In IgGs, more ARPs are found in the Fc than in the Fab region. Fc regions contain conserved stretches of hydrophobic residues in the lower hinge region, which leads to self-association and aggregation.

Aggregate-Prone Structural Motifs in Antibodies

Conformations and structural motifs can give rise to antibody aggregation through covalent and non-covalent interactions between exposed residues and side chains. One common structural motif found in antibodies, present in both Ig heavy and Ig lambda light chains, is the β-strand sandwich fold. The exposed edge of β-stands have been shown to trigger the formation of amyloid-like fibril aggregates, which has been observed in antibody therapeutics such as trastuzumab.

Additionally, structural characteristics such as non-native disulfide bonds can significantly alter and deteriorate antibody stability and increase aggregation potential. When cysteine residues remain unpaired, free sulfhydryl groups can lead to intramolecular scrambling and intermolecular crosslinking, thereby promoting antibody aggregation.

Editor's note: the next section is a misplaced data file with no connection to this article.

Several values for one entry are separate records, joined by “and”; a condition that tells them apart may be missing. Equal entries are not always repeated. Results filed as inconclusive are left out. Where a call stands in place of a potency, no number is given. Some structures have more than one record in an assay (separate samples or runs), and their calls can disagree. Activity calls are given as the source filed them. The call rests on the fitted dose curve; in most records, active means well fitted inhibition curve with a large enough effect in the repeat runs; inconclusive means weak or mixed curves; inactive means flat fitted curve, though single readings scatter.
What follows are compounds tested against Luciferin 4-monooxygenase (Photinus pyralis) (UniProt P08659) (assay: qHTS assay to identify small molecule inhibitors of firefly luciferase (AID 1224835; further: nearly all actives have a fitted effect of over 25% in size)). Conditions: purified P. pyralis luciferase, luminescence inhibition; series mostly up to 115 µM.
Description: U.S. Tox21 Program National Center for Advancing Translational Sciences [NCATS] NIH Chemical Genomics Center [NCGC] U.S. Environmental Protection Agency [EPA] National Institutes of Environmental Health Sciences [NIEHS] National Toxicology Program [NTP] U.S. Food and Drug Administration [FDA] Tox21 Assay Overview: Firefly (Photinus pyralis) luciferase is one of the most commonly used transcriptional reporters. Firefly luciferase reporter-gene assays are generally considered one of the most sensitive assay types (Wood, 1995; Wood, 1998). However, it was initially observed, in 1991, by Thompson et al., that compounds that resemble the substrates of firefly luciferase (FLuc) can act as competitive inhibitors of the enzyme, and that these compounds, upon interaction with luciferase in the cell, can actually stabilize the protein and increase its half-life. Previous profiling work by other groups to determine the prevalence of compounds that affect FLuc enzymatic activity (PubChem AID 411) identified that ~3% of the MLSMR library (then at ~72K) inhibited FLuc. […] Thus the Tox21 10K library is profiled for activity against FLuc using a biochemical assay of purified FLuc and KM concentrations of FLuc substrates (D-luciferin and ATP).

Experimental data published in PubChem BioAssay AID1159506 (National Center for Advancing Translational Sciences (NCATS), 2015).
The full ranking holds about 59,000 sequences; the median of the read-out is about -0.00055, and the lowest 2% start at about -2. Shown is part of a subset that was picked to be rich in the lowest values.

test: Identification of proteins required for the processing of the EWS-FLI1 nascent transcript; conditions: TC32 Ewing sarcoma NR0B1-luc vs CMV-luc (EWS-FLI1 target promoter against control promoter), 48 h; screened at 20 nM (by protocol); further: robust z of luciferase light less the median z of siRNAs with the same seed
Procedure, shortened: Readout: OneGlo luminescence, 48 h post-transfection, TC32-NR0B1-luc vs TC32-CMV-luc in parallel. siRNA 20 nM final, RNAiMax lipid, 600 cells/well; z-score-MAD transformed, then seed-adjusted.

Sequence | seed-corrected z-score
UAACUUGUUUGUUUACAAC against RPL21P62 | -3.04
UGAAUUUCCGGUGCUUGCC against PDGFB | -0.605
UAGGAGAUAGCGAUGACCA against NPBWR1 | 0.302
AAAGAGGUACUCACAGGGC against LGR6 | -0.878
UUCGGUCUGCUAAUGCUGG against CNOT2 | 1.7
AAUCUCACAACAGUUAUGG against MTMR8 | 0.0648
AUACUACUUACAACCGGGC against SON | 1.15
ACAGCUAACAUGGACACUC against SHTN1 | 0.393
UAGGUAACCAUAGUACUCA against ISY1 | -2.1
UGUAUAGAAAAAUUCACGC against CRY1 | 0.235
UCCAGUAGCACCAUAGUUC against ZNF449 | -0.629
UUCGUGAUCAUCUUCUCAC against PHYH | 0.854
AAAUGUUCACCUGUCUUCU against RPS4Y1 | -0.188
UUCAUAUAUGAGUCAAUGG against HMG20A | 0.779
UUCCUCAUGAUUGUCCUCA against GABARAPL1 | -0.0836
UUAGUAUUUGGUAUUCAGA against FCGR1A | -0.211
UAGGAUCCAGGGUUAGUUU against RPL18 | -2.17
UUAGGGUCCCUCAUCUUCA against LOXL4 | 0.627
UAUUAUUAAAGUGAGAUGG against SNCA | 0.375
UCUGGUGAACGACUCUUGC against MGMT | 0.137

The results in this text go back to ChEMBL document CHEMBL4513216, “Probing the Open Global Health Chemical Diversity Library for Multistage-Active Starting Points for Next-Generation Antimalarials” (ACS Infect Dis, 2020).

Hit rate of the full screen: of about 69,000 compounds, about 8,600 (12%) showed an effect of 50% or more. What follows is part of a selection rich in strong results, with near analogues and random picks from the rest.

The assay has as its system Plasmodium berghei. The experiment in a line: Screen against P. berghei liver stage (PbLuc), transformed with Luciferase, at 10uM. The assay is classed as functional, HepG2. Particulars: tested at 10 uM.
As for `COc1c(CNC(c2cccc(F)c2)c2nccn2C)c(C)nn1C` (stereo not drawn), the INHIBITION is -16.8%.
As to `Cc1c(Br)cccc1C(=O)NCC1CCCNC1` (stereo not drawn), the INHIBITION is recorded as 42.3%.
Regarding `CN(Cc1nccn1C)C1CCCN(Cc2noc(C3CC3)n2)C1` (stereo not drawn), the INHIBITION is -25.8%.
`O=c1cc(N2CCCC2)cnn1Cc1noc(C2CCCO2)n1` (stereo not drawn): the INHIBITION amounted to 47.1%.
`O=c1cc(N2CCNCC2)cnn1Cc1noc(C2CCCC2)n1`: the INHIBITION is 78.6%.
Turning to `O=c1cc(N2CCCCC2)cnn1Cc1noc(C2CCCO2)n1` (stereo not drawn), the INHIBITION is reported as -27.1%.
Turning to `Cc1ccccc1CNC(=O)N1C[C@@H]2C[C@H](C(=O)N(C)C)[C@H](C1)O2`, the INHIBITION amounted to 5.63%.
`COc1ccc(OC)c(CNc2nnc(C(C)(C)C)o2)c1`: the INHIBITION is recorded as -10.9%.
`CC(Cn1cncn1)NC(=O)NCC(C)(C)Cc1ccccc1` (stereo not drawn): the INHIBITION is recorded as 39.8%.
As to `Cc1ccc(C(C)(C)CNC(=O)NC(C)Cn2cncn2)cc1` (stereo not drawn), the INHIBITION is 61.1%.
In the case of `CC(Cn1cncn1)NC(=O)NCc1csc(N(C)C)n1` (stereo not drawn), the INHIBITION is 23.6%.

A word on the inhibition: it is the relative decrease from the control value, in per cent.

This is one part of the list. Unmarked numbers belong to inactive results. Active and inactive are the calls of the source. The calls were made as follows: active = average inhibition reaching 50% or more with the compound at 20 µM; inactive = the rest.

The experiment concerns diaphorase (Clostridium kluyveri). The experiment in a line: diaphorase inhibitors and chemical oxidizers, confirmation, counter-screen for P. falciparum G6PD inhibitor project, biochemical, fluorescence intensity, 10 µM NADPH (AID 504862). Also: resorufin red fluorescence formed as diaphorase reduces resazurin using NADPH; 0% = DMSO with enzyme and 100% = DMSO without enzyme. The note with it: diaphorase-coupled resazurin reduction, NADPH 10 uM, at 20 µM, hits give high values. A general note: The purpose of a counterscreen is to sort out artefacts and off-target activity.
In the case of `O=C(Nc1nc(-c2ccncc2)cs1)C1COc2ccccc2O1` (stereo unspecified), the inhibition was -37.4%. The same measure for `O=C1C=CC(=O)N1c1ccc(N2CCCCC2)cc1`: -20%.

Post-Translational Modifications That Impact Aggregation Propensity

PTMs of antibodies are common to modulate their biological activity, but may also have significant impacts on antibody stability and aggregation propensity (Figure 2).

  • Antibody Glycosylation: Glycosylation has been found to increase conformational stability and reduce aggregation. In IgGs, the highly conserved N-glycosylation on the CH2 domain of the Fc region reduces aggregation propensity and protects against protease degradation.
  • Deamidation: Deamidation of asparagine in the Fc region is a common antibody modification and has been shown to increase antibody aggregation and reduce colloidal stability in a pH-dependent manner.
  •  Isomerization: Aspartate isomerization is strongly associated with structural instability of mAbs, leading to denaturation and protein aggregation.
  • Oxidation: Methionine oxidation is primarily observed in the Fc region, and results in decreased antibody conformational stability and increased aggregation propensity, especially at higher temperatures. Tryptophan oxidation in the CDRs also increases the potential for protein aggregation.